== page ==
Last week, we released the 43rd episode of the Scholastic Reads podcast, "25 Years of Goosebumps." In this episode, I served as guest host with Suzanne McCabe. I got to talk with Goosebumps author R.L. Stine about the series, its 25th anniversary, and more.
Being a huge Goosebumps fan growing up, I took this opportunity very seriously. I soon realized that I had not read a Goosebumps book in more than 10 years (at least). A week before the recording, in order to prepare, I checked 15 books out of the Scholastic Library.
Checking out that number of books was optimistic on my part. In the end, I was only able to read eight. However, I learned a lot from those eight books! Here's what I read:
- #1 Welcome to Dead House
- #2 Stay Out of the Basement
- #3 Monster Blood
- #4 Say Cheese and Die!
- #5 The Curse of the Mummy's Tomb
- #6 Let's Get Invisible
- #7 Night of the Living Dummy
- #11 The Haunted Mask
Now, here's what I learned looking back as an adult reader (SPOILERS AHEAD):
No one dies
With the exception of the family dog in Welcome to Dead House, no one actually dies in a Goosebumps book. (They may be trapped in a parallel dimension or stuck as a plant, sure! But not *dead* dead.)
They're still funny, but in a different way
I definitely spotted the jokes for kids as I read. But there were other lines that made me laugh as an adult–mainly when kids were overdramatic about little things. In Welcome to Dead House, for example, when the lead character realizes that she'll never eat breakfast in her childhood kitchen again, she refers to the thought as MORBID. Now, I'm sure as a tween I would have had the exact thought if I were in the same situation, but to see it described as morbid was hilarious.
Bullies are still scary
In the podcast, Stine mentioned how he loves to write bullies, and I can see why. They're scary even to adults! I can't remember being bullied too much growing up. But when one character punched another–I forget if this happened in Monster Blood or Say Cheese and Die!–I gasped and was shocked.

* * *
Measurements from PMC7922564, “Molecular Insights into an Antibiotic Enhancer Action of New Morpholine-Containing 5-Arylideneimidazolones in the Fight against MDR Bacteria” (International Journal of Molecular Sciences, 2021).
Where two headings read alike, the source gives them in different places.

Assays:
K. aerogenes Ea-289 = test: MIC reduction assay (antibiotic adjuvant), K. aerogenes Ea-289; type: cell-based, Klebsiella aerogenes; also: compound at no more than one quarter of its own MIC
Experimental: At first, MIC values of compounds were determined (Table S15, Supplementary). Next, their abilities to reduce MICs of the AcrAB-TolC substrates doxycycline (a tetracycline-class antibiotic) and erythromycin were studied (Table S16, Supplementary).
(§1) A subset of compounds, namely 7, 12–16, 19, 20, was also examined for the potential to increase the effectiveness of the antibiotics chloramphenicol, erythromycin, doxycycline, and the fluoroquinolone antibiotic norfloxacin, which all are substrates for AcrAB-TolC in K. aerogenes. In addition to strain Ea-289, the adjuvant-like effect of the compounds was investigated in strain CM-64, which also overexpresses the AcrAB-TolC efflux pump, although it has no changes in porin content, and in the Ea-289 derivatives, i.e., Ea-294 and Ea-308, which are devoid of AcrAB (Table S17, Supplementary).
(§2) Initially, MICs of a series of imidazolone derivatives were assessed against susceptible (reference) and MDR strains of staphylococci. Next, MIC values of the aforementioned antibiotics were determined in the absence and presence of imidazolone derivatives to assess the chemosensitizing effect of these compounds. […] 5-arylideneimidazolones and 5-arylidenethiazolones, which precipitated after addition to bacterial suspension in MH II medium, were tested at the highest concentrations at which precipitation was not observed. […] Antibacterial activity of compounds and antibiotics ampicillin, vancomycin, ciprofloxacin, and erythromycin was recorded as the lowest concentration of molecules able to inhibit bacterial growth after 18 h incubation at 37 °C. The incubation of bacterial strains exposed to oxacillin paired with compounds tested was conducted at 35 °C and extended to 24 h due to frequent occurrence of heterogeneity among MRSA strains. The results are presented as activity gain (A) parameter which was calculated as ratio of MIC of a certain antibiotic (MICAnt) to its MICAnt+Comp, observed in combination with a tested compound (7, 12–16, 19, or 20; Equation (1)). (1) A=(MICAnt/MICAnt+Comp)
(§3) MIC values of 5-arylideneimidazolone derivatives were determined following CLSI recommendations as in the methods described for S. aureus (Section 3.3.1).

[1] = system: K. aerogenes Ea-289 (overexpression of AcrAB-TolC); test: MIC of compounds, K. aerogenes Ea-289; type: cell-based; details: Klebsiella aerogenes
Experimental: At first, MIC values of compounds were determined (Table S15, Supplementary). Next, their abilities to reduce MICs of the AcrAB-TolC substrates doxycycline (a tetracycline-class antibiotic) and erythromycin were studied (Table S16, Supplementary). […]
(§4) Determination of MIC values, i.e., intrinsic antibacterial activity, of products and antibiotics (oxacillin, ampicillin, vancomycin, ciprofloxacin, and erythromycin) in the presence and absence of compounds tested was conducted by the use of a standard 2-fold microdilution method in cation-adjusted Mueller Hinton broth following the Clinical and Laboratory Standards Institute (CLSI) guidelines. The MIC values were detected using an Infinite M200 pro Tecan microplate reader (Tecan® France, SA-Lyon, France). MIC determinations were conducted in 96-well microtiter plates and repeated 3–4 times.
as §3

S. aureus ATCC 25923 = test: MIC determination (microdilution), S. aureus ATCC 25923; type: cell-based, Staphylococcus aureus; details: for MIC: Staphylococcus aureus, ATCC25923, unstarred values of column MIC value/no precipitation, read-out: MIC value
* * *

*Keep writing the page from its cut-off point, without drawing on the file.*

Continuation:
Adults can't help you
In Stay Out of the Basement, a father turns into a plant and tells his children and wife not to worry. In The Curse of the Mummy's Tomb, parents leave their child alone in a hotel room in Egypt and fly back to the United States. It's only for a few hours until the boy's uncle shows up, BUT STILL! And in Welcome to Dead House, the parents get captured.
In Goosebumps books, adults can't save you, not even your own parents. As a kid, that's terrifying. As an adult, I stopped to think: Would I believe my kids (to clarify: I do not have kids) if they came to me with stories of monsters, demon dolls, and mummies? At 32, I'm officially part of the problem.
Slappy the Dummy was second banana in his debut
Slappy the Dummy is by far the most popular character to emerge from the Goosebumps series. But do you remember Night of the Living Dummy? Mr. Wood is the main villain! This shocked me; I didn't even remember Mr. Wood from when I read the book as a child! (Something else I jotted down while reading this book: "Never read ancient spells out loud." Good advice.)
They're quick and consistent
All of these books are around 130-135 pages. They are written at a 3rd to 7th grade level. The chapters are a few pages each, and most if not all the chapters end with a cliffhanger. It was easy for me to devour the books as a child, and as an adult.
On the podcast, Stine jokingly (?) said that the only thing for readers to "get" from the Goosebumps series was to learn to enjoy reading. Even if that's true, I think that's still a worthy achievement, and something all parents hope for when their child reads a book!
For more on R.L. Stine and Goosebumps, listen to episode 43 of Scholastic Reads wherever you get your podcasts!
Gina Asprocolas, Suzanne McCabe